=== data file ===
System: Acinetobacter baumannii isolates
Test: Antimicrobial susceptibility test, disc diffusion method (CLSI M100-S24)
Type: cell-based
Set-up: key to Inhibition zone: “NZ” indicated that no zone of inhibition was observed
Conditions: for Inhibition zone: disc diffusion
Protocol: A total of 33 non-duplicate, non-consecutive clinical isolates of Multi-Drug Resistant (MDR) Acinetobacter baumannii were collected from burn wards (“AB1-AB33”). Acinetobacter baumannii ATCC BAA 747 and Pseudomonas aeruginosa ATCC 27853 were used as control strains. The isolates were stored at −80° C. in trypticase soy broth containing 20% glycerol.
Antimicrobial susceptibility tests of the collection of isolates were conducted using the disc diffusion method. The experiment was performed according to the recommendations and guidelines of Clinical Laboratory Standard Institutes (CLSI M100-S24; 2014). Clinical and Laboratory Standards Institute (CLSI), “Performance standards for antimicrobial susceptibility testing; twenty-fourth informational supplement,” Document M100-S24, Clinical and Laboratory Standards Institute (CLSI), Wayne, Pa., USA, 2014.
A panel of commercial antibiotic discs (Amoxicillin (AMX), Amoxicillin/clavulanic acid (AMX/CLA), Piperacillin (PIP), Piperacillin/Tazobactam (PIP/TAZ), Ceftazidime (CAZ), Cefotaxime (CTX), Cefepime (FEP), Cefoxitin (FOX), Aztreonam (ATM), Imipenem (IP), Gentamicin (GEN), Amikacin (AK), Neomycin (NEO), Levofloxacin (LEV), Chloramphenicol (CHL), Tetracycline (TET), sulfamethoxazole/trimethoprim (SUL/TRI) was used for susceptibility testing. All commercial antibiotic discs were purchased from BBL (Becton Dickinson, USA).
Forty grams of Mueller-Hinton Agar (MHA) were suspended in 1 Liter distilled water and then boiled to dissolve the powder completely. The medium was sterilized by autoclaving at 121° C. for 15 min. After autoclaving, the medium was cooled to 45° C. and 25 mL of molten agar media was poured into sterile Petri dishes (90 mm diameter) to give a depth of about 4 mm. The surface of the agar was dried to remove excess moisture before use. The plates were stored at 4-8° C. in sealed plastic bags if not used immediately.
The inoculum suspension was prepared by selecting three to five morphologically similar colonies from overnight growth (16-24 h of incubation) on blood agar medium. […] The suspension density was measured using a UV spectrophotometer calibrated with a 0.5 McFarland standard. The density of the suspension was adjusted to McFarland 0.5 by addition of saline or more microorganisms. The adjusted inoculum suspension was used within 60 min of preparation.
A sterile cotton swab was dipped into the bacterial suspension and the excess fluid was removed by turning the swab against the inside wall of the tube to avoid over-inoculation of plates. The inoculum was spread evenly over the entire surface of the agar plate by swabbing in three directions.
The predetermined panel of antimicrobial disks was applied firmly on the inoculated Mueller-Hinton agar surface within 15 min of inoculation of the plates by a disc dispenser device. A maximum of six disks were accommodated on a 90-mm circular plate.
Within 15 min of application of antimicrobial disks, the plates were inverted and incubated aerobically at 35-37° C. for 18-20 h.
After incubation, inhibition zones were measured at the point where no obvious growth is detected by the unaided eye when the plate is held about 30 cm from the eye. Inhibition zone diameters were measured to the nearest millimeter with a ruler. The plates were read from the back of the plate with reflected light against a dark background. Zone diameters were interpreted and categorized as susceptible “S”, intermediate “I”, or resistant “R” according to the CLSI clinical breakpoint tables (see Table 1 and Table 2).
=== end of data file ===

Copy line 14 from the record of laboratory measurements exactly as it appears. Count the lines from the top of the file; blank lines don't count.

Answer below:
After incubation, inhibition zones were measured at the point where no obvious growth is detected by the unaided eye when the plate is held about 30 cm from the eye. Inhibition zone diameters were measured to the nearest millimeter with a ruler. The plates were read from the back of the plate with reflected light against a dark background. Zone diameters were interpreted and categorized as susceptible “S”, intermediate “I”, or resistant “R” according to the CLSI clinical breakpoint tables (see Table 1 and Table 2).